Saturday, July 18, 2009

Walter Cronkite Speaks on 9/11 and Global Governance
art by Miguel Tio

Cronkite wrote an interesting but deceptive article in 2004 questioning the Bush administration motives in investigating 9/11. He was an integral part of the established order and perhaps not the 'saint' of the media that we are now being led to believe. Being an insider, you might think he had some insight as to 9/11 not being an 'arab' attack.

Mr. Cronkite never got to see his world government.

“It seems to many of us that if we are to avoid the eventual catastrophic world conflict we must strengthen the United Nations as a first step toward a world government [emphasis mine] patterned after our own government with a legislature, executive and judiciary, and police to enforce its international laws and keep the peace. To do that, of course, we Americans will have to yield up some of our sovereignty. That would be a bitter pill. It would take a lot of courage, a lot of faith in the new order. But the American colonies did it once and brought forth one of the most nearly perfect unions the world has ever seen.” {more}

Published on Sunday, April 11, 2004 by the King Features Syndicate

White House Hindering 9/11 Probe

by Walter Cronkite

Last week, this column trod, perhaps too softly, on the issue of the veracity of President Bush and his administration.

Since then, questions concerning their truthfulness -- or, at the minimum, their candor -- have multiplied alarmingly.

In this regard, the independent commission investigating 9/11 has smoked out the Bush administration as nothing has since George W. came into office pledging to return integrity to the White House. From the beginning of the commission's work, the White House has thrown in its way one roadblock after another regarding funding, duration and its access to people and documents. And time after time the White House has relented in the face of political pressure, but only as much as needed to reduce that pressure.

We recently witnessed a tug of war over National Security Adviser Condoleezza Rice, who refused to appear before the panel (whose members have top-secret security clearance), under oath, to answer questions raised by Richard Clarke, both in his book and his testimony. It was, Rice and the White House insisted, a matter of principle that a presidential adviser not be so required -- the principle being the independence of the executive from the legislative branch and the president's right to protect the confidence of his advisers.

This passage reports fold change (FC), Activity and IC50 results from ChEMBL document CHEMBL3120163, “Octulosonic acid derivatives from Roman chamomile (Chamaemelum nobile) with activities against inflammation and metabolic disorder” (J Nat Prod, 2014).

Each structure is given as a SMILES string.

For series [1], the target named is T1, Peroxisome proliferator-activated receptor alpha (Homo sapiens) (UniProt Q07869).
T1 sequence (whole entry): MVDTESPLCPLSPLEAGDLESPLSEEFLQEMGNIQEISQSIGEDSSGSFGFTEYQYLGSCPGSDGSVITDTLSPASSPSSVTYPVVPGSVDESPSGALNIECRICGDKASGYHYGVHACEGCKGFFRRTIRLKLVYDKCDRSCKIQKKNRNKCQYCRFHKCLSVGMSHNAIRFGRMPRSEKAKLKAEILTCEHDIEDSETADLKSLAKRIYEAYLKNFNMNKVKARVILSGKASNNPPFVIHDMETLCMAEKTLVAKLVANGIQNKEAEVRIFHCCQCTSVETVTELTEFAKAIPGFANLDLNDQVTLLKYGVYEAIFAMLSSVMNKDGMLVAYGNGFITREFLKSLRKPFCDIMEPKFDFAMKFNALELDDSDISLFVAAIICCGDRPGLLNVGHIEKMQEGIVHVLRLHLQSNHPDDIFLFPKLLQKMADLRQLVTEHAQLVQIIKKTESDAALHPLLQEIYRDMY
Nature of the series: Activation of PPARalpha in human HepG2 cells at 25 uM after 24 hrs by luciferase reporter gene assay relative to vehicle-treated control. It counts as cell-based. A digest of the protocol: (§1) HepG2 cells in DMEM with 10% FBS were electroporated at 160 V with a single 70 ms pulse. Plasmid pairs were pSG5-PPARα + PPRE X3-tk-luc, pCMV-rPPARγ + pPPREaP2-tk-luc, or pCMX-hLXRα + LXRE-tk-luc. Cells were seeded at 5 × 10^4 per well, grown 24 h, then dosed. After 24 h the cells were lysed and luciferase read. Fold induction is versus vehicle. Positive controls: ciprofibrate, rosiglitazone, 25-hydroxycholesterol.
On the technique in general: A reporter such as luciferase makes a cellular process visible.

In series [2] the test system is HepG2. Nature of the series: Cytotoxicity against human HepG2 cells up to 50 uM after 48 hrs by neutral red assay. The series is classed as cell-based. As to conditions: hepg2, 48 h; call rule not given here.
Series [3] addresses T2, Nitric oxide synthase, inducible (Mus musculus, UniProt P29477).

The fact that this commission was not a congressional body caused a lot of people to question the applicability of that principle, but be that as it may, it was the basis, we were told, of the president's stand -- until the pressure built up again, raising fears it could undercut the president's re-election campaign. Once again, the White House relented.

Then came the news that the administration had withheld from the 9/11 commission thousands of pages of counterterrorism documents (two-thirds of the total) from the Clinton administration that presumably reveal what the Democrats had done and, more importantly, what they had passed on to the incoming Bush administration.

President Bush's spokesman, Scott McClellan, trying to explain the White House policy, was quoted by The New York Times as saying some documents had been withheld because they were "duplicative or unrelated," and others because they were "highly sensitive." McClellan added a comment revealing the arrogance of the White House toward this whole investigation, saying, "We are providing the commission with access to all the information they need to do their job."

Well, that created a new firestorm, and the following day the White House backed down again, or seemed to. Members and some staff of the commission can go and read the documents in question, McClellan says, but he wouldn't say whether the White House would actually hand over copies. Furthermore, commission members and others felt that this raised a question about whether the White House has withheld similar Bush administration papers.

Once again, the president and his team have resisted cooperation with the commission, claiming principle, budget constraints, secrecy, irrelevance, duplication -- everything but the kitchen sink -- as its reasons, only to relent under pressure. The entire history of this investigation raises the question of whether the administration recognizes any principle higher than re-election.

There is no reason why this commission of important and responsible leaders from both sides of the political aisle should have to accept these continued insults to its integrity by an administration that demonstrates repeatedly its own lack of integrity so flagrantly.

When the commission's work is done, will the nation feel confident that it knows what can be known about how and why 9/11 happened, and what truly needs to be done to prevent a recurrence? Not at this rate. That assurance might have to await an assessment by a future body unhampered by the meddling of an administration whose resistance arouses suspicions that it has something -- perhaps much -- to hide in failing to protect the nation on 9/11.


1 comment:

  1. It's so blatantly obvious (to me at least) that 911 was a staged event. Holes in the groound with no wrecage, holes in the Pentagon with no wreckage? C'mon folks...

    I don't think the Americian Psyche can handle the fact that their own government would attack them in order to further the spread of globalism.